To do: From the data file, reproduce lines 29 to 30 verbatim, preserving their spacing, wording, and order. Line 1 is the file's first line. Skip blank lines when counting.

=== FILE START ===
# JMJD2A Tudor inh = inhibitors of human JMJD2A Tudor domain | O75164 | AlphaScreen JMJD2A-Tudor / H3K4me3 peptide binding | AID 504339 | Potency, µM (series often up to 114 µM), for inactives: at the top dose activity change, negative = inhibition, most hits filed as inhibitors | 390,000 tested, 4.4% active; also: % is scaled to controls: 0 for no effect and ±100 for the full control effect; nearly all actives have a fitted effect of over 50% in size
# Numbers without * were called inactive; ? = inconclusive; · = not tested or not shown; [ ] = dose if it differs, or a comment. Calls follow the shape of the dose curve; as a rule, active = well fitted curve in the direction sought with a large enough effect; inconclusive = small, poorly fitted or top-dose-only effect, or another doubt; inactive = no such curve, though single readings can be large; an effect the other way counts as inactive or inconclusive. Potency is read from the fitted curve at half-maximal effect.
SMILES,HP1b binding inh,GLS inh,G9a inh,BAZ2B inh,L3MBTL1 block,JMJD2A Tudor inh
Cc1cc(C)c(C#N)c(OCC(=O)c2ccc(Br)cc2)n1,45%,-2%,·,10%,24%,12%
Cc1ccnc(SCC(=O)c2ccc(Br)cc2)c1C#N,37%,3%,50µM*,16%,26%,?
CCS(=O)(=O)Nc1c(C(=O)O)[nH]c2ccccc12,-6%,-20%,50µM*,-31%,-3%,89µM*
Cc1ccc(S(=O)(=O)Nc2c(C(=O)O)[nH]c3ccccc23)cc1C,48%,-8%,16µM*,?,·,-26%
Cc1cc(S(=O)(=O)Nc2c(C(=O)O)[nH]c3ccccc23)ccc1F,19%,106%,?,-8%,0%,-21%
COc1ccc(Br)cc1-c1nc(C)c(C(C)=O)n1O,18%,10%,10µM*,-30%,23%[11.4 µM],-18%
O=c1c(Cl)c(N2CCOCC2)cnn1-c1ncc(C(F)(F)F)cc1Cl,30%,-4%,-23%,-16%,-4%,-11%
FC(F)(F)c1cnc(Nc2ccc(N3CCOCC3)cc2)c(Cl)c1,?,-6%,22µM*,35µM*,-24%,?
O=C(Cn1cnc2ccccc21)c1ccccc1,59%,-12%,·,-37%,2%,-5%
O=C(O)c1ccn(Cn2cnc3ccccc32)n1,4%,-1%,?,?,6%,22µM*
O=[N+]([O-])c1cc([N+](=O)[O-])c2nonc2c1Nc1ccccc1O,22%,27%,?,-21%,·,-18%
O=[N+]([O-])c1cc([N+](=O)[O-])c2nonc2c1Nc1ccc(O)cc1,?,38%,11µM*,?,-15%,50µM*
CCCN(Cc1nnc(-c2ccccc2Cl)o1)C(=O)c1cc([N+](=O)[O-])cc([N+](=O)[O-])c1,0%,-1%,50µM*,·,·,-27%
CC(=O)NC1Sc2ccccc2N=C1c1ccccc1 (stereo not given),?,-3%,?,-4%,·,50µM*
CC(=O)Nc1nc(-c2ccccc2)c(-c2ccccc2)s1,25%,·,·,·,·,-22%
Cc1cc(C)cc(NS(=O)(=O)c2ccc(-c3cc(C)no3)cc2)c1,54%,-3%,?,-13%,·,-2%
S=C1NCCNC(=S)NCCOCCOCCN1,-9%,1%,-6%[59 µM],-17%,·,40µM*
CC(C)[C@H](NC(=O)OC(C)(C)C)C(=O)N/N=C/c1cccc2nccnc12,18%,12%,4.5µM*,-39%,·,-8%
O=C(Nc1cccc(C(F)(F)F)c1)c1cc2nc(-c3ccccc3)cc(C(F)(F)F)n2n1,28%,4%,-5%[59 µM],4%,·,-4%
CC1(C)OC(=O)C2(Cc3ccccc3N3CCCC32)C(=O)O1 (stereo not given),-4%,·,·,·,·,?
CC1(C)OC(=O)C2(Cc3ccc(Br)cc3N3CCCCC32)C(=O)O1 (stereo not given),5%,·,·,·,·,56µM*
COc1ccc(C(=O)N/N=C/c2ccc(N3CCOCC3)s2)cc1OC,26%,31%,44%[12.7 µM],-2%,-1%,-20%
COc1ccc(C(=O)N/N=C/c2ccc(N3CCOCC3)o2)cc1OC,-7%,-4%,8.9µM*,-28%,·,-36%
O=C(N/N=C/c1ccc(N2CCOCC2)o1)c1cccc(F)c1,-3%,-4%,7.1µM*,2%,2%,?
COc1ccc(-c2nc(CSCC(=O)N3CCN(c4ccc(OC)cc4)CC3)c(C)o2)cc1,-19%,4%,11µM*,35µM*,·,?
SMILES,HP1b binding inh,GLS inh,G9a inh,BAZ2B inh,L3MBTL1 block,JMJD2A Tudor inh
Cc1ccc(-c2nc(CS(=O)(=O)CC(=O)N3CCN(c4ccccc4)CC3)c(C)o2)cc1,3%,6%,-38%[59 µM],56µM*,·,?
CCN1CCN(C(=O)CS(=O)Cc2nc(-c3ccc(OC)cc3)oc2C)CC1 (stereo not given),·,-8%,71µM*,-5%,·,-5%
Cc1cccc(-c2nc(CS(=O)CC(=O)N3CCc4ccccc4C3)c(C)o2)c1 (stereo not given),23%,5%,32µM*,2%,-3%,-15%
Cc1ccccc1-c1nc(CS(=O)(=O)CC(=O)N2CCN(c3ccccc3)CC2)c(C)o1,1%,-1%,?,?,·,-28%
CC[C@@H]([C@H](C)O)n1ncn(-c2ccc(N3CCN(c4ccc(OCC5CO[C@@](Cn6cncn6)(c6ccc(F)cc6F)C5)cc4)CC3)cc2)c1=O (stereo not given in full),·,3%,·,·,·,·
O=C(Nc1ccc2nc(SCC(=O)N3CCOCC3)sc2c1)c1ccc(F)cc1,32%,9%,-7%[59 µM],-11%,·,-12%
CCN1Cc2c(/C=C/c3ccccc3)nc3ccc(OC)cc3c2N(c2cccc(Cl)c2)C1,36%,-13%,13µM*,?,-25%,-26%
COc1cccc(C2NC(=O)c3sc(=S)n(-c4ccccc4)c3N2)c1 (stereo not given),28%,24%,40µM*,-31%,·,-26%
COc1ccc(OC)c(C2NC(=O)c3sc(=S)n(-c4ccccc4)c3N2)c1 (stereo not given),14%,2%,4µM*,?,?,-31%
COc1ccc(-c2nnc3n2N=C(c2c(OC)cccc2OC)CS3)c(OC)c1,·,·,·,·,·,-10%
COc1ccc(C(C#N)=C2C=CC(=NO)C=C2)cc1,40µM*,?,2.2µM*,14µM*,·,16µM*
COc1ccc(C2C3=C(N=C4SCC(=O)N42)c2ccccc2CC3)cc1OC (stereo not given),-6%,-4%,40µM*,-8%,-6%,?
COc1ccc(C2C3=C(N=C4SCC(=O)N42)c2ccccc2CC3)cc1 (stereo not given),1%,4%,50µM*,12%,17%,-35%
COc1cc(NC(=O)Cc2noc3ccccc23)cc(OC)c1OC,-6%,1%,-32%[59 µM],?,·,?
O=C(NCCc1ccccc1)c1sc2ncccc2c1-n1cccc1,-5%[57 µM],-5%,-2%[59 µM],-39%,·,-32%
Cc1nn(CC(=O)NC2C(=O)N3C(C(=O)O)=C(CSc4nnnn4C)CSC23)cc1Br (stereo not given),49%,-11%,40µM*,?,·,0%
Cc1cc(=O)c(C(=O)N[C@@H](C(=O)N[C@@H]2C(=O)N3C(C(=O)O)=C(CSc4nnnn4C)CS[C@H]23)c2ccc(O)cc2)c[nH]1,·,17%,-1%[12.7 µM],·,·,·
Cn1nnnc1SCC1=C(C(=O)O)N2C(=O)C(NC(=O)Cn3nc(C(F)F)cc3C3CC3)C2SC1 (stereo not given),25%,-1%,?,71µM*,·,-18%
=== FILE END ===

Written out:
SMILES,HP1b binding inh,GLS inh,G9a inh,BAZ2B inh,L3MBTL1 block,JMJD2A Tudor inh
Cc1ccc(-c2nc(CS(=O)(=O)CC(=O)N3CCN(c4ccccc4)CC3)c(C)o2)cc1,3%,6%,-38%[59 µM],56µM*,·,?